Most of the positive reviews I’ve read of this film spend some time praising Jake Gyllenhaal’s performance (with good reason) and a little more time pointing out that the film is a smart (if a little merciless) satire of nightly TV news. The negative reviews still praise Gyllenhaal (seriously, he’s great in this), but they go on to say that the social agenda of the film–to point out the often vulturous nature of TV news–is either misguided or simply over-exaggerated.
I say, forget the social agenda and focus on the story.
The story is great.
But it certainly is dark. “Nightcrawler” has been labelled a Noir Thriller, but from early in the film, you see it leaning toward Horror.
Gyllenhaal plays resourceful psychopath, Lou Bloom, who spends his nights stealing everything from copper wire to manhole covers, and then selling the materials to scrap yards. From the start, I was charmed by Bloom’s tenacity. He’s a “go-getter” who knows he wants something more in life, but isn’t sure where to focus his attention.
Until he stumbles upon a terrible car wreck one night, and watches as a van of videographers arrives before the cops and begins to tape the scene. Rather than Horror, Bloom’s face lights up with curiosity. He watches, mesmerized, as these men film the blazing cars, gliding in to get a shot of the victims, who are still in harm’s way.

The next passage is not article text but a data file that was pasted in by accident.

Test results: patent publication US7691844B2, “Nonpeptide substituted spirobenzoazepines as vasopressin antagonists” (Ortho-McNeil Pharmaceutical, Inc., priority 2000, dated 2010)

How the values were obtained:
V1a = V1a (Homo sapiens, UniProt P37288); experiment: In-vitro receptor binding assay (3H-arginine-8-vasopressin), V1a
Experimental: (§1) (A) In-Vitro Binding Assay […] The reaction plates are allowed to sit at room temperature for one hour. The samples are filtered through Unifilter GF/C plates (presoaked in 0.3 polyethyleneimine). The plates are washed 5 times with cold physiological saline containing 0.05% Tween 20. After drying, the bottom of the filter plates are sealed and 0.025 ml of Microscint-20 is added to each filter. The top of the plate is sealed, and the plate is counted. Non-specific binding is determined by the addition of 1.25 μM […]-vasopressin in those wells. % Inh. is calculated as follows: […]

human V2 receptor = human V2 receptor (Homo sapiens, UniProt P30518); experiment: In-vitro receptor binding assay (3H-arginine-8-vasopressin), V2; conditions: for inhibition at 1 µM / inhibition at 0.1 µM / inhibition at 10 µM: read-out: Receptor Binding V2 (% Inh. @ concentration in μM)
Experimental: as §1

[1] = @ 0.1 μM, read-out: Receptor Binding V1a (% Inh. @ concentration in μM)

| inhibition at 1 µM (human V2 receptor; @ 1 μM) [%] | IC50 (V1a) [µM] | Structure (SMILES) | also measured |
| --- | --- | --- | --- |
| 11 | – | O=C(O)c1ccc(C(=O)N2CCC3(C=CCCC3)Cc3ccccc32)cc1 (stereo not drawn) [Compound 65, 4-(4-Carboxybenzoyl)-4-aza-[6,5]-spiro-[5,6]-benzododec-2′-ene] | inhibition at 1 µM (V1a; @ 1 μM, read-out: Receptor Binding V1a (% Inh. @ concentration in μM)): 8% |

Shortly after, Bloom trades a stolen bike for cash and a camcorder, and sets out to build his own video business, establishing a relationship with Nina Romina (Rene Russo) who buys his very first clip–a critical gunshot victim. One of the most fascinating aspects of this film, and what I think lends it a disquieting “Horror” feeling, is that no one ever directly addresses Bloom’s apathy in the face of the violent scenes he captures with his camera. Instead, we get the terrified looks in their eyes as he goes about his business, smiling and moving from one scene to the next with a child’s enthusiasm and energy.
By the end of the film there is no doubt that Bloom is “off his rocker;” and it’s hard to maintain your respect for his tenacity without feeling guilty (unless you, too, are a psychopath, I suppose). But I don’t want to spoil any surprises for the handful of you out there who haven’t seen this 2014 film yet. Give it a watch and tell me what you think. Could it be labelled Horror (assuming you wanted to label it)?